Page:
Nicknames in sports can wrap up an athlete's grit like nothing else. In the late 1920s, on dirt motorcycle tracks in the Northeast, a wiry racer with dark eyes and big grin earned the nickname "Demon."
Other racers on the competitive amateur circuit knew that Fred Marsh rode Indian motorcycles with a calculated intensity. When he raced, he favored the throttle. Braking was for losers.
Today, "Demon" Marsh squeezes a red helmet over his head, sits on a raspy little moped, and circles the parking lot of Marsh Motorcycle, grinning and loving every rasp.
Mr. Marsh has reached 100 years young, and still believes in forward motion. He loves the fact that he's probably the only guy his age to ride a moped and own a motorcycle shop despite an inability to see well these days.
Single all his life, Marsh lives now in back of his showroom together with his buddy, Romeo, a kindly German shepherd. "I raced just fast enough so I could race the next day," he says of his racing years as a crafty amateur who won the Northeast Amateur Championship in the 1920s.
"It was a half-mile track," he says, seated like a leprechaun spinning tales in the showroom. Glistening motorcycles surround him. Romeo is curled at his feet. A cane nearby has a grip shaped like a motorcycle handle.
"We'd wire the throttle wide open and hit a kill switch going into the corners," Marsh says of the boiling-hot day he won the championship. "We'd coast around the corners and then take off again, but that day my throttle stuck open in the heat." He laughs. "I learned how to ride through corners faster than I thought I ever could. That's how I won the championship."
Marsh chuckles through his next story, suggesting that he was the "first boy in the world to 'steal' a car." Seems a neighbor driving a new Model T Ford one day in 1913 stopped by the farmhouse where Marsh lived as boy.
"It was bright and shiny with brass around the hood," he says. "I went out by myself to look it over. I turned the crank in front, started it, and rode in low gear along a rutted, dirt road to a store where the trolley line ended. They chased me in a horse and buggy. I got balled out quite a bit. 'Course I wasn't stealing it; just wanted a ride."
Marsh, who was born in Italy in 1900, was still a baby when his mother and father immigrated to the United States. Marsh's mother passed away when he was 11. His father was a laborer near Hartford, Conn., earning $18 a week for a 10-hour day; not much support for five hungry children. Marsh and a sister were sent to a farm with a big family. "We were happy there," he says today, but he never managed a closeness to his father after that.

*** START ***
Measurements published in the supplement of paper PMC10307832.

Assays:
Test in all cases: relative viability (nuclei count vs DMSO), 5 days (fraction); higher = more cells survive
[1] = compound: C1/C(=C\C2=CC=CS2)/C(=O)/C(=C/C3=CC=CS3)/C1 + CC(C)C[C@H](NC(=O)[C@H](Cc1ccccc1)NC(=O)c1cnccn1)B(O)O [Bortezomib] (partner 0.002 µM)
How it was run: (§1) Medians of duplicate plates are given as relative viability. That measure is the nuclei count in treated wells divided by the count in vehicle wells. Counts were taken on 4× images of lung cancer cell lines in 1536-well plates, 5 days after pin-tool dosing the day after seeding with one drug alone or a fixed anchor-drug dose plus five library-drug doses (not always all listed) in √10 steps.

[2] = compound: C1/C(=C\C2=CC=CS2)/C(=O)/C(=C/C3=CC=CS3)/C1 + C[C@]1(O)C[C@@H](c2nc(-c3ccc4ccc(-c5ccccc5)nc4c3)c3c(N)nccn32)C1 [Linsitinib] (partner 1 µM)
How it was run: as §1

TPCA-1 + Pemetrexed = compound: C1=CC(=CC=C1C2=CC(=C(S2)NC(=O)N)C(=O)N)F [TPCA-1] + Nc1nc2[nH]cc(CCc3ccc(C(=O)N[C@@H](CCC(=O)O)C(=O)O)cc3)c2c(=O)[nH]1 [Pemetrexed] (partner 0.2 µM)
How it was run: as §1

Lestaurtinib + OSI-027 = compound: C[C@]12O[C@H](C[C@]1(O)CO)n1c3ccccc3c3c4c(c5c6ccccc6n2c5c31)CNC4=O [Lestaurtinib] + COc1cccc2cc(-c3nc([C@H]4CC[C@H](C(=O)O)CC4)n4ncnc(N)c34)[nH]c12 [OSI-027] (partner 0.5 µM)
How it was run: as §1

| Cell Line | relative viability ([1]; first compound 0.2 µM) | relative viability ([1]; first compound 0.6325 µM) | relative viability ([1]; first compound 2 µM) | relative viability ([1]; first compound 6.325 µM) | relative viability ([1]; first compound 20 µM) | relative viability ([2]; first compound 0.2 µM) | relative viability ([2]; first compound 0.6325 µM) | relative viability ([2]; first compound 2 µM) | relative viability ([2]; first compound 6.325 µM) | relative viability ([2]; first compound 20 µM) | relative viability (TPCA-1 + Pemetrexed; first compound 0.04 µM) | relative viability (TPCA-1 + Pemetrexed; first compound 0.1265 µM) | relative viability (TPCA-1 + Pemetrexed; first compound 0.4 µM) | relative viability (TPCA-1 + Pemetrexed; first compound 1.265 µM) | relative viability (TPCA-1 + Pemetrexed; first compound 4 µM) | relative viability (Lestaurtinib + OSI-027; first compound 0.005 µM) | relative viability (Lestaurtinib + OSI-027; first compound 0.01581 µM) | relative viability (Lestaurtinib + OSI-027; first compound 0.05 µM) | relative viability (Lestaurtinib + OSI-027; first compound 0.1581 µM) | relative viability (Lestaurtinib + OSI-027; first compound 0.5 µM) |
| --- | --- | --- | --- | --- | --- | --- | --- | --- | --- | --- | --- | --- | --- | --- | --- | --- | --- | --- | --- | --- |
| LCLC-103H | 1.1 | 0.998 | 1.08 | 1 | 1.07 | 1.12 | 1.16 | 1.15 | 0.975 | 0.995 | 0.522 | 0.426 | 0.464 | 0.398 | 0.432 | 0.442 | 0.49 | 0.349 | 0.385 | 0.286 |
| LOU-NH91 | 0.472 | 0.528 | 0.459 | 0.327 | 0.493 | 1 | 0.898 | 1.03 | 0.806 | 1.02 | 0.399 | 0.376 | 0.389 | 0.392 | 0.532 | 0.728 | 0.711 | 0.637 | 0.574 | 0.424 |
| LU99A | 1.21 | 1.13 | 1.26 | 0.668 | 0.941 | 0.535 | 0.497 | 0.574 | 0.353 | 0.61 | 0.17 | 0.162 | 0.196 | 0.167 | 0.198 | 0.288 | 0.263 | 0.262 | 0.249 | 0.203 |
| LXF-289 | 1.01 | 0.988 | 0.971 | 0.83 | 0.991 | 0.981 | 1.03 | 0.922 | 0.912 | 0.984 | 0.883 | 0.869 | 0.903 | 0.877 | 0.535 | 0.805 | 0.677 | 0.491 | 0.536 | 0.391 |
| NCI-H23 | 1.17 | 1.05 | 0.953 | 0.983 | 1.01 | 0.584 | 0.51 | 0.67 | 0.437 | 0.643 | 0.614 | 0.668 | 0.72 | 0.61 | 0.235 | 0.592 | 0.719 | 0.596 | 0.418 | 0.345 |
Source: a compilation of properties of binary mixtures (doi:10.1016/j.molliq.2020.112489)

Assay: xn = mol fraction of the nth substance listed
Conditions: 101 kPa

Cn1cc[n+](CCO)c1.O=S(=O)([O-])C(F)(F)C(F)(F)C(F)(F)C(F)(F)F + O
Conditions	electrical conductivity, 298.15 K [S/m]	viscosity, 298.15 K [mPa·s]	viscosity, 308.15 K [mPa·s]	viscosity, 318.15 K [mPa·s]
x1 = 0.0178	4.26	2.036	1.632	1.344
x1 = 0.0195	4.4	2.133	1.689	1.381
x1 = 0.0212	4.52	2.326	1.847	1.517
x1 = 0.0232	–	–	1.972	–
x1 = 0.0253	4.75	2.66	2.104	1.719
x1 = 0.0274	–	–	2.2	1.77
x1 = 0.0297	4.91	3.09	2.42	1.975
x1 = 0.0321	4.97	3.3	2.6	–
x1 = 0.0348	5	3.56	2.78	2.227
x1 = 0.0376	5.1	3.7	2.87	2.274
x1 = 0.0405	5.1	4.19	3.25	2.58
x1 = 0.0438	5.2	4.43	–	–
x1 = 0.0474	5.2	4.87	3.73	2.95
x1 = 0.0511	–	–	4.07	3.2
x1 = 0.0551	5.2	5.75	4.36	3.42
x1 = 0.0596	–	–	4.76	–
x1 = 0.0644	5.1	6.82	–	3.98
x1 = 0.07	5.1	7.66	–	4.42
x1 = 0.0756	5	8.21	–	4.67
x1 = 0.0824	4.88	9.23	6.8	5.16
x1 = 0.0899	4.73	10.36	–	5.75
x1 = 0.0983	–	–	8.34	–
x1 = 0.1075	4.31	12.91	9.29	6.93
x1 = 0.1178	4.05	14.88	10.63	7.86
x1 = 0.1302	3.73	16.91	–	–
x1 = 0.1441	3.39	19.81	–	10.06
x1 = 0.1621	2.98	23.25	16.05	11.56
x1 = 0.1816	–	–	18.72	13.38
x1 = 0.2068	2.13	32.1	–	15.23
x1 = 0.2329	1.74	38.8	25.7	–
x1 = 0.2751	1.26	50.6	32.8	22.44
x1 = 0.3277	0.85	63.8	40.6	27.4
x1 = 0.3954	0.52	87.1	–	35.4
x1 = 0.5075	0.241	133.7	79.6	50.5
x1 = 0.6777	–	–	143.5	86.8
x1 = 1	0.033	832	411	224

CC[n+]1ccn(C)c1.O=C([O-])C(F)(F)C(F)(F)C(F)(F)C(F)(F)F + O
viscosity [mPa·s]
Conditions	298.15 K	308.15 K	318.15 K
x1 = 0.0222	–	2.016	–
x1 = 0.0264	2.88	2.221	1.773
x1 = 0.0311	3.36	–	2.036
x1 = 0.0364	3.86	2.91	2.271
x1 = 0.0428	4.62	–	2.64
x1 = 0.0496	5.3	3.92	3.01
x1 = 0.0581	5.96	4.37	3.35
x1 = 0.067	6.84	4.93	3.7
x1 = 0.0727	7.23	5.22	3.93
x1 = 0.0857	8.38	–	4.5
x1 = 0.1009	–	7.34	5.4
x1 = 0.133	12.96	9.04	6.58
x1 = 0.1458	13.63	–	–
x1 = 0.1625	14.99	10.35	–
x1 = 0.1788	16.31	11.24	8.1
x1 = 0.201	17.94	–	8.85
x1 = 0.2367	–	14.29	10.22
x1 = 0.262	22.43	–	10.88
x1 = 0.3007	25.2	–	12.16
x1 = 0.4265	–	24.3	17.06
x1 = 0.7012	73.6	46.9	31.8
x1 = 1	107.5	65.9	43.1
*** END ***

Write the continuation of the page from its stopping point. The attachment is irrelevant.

At the farm he bought his first used motorcycle for $100 and thundered around the dirt roads, banging himself in falls and slides, but learning the skill of going fast. He dropped out of high school and worked at odd jobs.
Always strong and athletic for his size, Marsh loved competition and speed, as so many young men did in those years of explosive growth for automobile and motorcycle manufacturers, the counterpart of today's dotcom boom. He transformed an old Harley-Davidson into a racing machine and started going to dirt tracks. His first trophy, a silver cup won on July 4, 1925, sits dented and tarnished on a shelf.
"Eventually I became a known rider," he says, "and I got a little money, $15 or $20, for just being there. As an amateur I got merchandise like gloves, headlights. But when I got money from championships, I was a miser about it."
At nights he was the physical instructor at the Hartford Good Will Boys Club and helped several generations of boys learn basketball, wrestling, boxing, and other sports. In the 1930s, Willie Pep, the legendary world featherweight boxing champion, fought there as an amateur. Marsh sparred with him and refereed a few of his fights.
Seldom did Marsh turn down a physical challenge. "I went to a fair once and a guy there would give you $5 if you could wrestle him for five minutes," he says. "He was 50 pounds heavier than me, but I managed to roll him out of the ring. It was the worst thing I could have done. He jumped back in the ring, picked me up and dropped me on my head, but I got the $5."
Marsh sits by the front door of the showroom. People drop by to talk, ask for an autograph, or sit with him for a photo. He rises early, eats when and what he wants, and lets his nephew, Allen Marks, run the business.
"I was never much interested in girls," Marsh says, stroking Romeo. "My motorcycle came first. I probably should have married and been just a regular guy with a lot of kids running around. But I have no regrets." Romeo jumps up in the chair next to him. "That's my doggy," Marsh coos, rubs the dog with affection, and grins at his guests as if he just crossed the finish line to the checkered flag.
(c) Copyright 2000. The Christian Science Publishing Society